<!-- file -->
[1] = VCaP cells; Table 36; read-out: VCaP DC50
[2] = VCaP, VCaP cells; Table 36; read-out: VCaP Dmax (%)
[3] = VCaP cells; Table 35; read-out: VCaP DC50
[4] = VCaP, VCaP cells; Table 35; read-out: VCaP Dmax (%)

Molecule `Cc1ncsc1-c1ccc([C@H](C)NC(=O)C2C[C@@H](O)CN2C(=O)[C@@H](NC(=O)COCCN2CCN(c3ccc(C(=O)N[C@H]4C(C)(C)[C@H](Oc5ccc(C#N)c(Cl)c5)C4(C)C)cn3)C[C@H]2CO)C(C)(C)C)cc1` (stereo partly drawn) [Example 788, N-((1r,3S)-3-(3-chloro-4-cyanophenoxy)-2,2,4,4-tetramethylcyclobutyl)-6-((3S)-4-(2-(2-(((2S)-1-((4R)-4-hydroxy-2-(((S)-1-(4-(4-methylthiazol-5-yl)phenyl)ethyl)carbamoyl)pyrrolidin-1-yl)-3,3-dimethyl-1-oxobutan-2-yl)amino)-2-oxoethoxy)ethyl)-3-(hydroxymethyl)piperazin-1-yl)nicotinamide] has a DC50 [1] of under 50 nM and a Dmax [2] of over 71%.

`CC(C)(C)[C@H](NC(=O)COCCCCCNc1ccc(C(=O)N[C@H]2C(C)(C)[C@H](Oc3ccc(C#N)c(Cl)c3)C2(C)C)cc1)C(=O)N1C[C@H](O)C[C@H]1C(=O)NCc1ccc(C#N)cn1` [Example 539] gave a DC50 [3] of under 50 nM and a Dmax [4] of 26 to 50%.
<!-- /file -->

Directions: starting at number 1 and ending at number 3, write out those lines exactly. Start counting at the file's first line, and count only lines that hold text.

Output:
[1] = VCaP cells; Table 36; read-out: VCaP DC50
[2] = VCaP, VCaP cells; Table 36; read-out: VCaP Dmax (%)
[3] = VCaP cells; Table 35; read-out: VCaP DC50